WASHINGTON – CVS Caremark Corp. has agreed to pay $36.7 million to settle claims that the company from 2000 to 2006 improperly switched patients from the tablet version of the prescription drug Ranitidine (generic Zantac) to a more expensive capsule version in order to increase Medicaid reimbursement, the Justice Department announced today. CVS Caremark, based in Woonsocket, R.I., operates more than 6,000 retail pharmacies nationwide.
By dispensing the capsule version of Ranitidine rather than tablets, CVS Caremark was able to substantially increase its reimbursement from Medicaid while providing no additional medical benefit to beneficiaries. For example, during the period Dec. 15, 2000, through April 1, 2001, Caremark charged Illinois Medicaid $79.80 for 60 Ranitidine capsules instead of $17.10 for the tablets, leading to a price difference of $62.70 on a single prescription.
“This settlement represents our continuing commitment to vigorously prosecute fraud in government health care programs,” said Jeffrey S. Bucholtz, the Acting Assisting Attorney General for the Civil Division. “The United States will not tolerate pharmacies or any other health care providers that attempt to manipulate the Medicaid program to fill their coffers at the taxpayers’ expense.”
CVS Caremark will pay $36.7 million to resolve a whistleblower lawsuit filed in 2003 by Bernard Listiza, a licensed pharmacist. The federal share of the settlement is approximately $21.1 million. Twenty-three states and the District of Columbia will share $15.6 million pursuant to separate settlement agreements. Mr. Lisitza will receive $4,309,330.74 as his share of the federal and state settlements.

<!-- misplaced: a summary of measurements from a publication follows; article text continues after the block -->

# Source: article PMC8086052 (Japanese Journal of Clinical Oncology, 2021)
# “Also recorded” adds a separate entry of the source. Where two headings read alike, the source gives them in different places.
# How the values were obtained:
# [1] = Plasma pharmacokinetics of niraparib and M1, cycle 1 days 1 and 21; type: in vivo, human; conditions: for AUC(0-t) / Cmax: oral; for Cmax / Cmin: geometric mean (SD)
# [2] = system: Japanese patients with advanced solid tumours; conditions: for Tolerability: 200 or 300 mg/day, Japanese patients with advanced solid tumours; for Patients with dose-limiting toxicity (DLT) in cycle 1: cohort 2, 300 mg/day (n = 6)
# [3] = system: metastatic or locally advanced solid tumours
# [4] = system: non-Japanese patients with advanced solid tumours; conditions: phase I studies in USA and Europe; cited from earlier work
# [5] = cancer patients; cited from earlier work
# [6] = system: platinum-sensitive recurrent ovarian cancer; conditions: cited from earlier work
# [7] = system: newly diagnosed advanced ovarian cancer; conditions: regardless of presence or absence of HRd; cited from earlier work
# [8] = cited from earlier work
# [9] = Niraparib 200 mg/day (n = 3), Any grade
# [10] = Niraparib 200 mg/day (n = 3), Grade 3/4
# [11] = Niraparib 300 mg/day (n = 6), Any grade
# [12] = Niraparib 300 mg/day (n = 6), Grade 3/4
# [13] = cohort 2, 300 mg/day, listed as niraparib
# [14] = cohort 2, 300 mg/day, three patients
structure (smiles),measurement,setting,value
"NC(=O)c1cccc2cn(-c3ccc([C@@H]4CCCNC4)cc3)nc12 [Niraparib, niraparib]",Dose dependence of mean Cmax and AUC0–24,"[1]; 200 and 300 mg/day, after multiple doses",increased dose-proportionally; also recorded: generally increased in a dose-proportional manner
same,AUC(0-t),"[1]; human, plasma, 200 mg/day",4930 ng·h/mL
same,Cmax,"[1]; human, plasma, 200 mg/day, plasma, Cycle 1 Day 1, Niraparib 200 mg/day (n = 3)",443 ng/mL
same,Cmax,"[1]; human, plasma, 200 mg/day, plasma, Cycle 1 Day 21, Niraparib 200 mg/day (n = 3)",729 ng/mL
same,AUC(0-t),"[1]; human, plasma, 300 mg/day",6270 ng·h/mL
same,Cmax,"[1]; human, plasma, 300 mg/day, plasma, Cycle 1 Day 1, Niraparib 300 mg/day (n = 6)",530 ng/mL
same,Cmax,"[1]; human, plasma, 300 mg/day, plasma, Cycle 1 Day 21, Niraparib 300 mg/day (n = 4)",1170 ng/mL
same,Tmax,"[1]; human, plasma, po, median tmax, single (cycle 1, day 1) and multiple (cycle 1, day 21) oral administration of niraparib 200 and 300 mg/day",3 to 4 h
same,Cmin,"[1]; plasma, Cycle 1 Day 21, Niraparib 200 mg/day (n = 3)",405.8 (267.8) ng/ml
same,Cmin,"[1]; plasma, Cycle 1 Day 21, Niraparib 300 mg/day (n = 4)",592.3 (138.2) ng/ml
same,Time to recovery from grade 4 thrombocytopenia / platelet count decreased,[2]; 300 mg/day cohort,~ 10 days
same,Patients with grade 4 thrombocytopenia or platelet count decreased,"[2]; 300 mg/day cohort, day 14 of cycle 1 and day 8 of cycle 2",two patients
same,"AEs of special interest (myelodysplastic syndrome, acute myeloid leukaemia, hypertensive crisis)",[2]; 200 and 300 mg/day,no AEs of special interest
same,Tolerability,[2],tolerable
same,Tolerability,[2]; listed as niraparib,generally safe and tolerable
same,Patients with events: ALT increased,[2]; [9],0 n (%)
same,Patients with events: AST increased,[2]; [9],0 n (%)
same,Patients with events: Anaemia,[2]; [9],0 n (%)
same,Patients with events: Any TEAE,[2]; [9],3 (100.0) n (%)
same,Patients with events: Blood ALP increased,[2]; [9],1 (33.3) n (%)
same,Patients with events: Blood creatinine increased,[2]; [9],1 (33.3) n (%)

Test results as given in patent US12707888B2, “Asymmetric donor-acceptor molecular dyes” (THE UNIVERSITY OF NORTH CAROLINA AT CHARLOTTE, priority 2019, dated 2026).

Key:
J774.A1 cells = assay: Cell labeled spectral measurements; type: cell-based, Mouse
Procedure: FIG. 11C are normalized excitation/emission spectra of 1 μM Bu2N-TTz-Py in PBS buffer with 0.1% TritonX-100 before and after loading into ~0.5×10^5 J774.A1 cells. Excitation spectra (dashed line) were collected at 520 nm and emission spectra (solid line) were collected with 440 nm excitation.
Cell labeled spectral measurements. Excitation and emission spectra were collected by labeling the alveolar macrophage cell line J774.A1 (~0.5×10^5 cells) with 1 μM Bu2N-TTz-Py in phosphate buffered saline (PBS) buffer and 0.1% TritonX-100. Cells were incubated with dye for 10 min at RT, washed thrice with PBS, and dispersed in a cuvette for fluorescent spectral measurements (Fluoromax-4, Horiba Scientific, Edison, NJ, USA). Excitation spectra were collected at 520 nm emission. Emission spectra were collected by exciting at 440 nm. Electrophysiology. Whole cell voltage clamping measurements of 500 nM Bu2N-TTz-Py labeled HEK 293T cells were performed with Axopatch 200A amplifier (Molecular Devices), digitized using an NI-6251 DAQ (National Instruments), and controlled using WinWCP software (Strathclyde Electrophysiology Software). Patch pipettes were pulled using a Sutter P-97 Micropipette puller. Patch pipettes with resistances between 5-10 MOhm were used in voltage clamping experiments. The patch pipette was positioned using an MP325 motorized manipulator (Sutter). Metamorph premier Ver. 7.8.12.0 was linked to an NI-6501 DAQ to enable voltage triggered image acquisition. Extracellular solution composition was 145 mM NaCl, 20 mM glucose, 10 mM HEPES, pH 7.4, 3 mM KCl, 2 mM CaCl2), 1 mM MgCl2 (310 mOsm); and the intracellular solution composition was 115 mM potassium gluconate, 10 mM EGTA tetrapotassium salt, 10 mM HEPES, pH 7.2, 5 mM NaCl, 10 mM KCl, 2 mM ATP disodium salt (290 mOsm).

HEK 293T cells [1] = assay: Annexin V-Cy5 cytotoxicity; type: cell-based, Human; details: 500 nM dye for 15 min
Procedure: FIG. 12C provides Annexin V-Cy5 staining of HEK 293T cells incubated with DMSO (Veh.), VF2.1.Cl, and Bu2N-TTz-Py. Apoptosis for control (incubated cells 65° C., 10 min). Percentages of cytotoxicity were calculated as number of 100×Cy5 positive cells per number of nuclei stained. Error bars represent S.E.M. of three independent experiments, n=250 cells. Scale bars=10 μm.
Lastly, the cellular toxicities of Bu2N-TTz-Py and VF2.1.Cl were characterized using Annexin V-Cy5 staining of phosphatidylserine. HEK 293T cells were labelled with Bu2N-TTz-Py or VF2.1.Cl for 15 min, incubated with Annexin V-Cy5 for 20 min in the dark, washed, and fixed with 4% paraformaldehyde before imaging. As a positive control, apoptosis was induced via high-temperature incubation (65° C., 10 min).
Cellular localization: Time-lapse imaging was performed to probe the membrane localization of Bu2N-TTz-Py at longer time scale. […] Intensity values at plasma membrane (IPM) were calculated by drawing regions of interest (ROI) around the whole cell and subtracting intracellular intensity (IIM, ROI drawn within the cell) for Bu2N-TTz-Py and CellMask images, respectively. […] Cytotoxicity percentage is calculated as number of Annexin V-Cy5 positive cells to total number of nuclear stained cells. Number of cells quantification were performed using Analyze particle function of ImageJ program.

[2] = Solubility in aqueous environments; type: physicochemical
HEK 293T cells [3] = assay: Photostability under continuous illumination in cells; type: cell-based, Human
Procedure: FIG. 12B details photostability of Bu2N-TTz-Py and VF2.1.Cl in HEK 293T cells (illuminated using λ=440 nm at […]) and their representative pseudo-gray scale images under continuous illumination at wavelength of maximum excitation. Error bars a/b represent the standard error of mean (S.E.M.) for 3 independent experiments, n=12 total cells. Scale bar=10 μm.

“Switching medication from tablets to capsules might seem harmless, but when that is done solely to increase profit and in violation of federal and state regulations that are designed to protect patients, pharmacies must know that they are subjecting themselves to the possibility of triple damages, civil penalties and attorney fees,” U.S. Attorney Patrick Fitzgerald said. “These penalties, coupled with the willingness of insiders to report fraud, should deter such misconduct, but when it doesn’t, the result in this case and others serves notice that we will aggressively pursue all available legal remedies.”
CVS Caremark has also entered into a compliance agreement with the U.S. Department of Health and Human Services to ensure that CVS Caremark does not improperly switch drugs in the future. The compliance agreement will be in effect for five years.
The U.S. Attorney’s Office in Chicago supervised the joint federal and state health care fraud investigation with assistance from the Justice Department’s Civil Division; the National Association of Medicaid Fraud Control Units; the Office of Inspector General for the U.S. Department of Health and Human Services; the Federal Bureau of Investigation; and the U.S. Food and Drug Administration.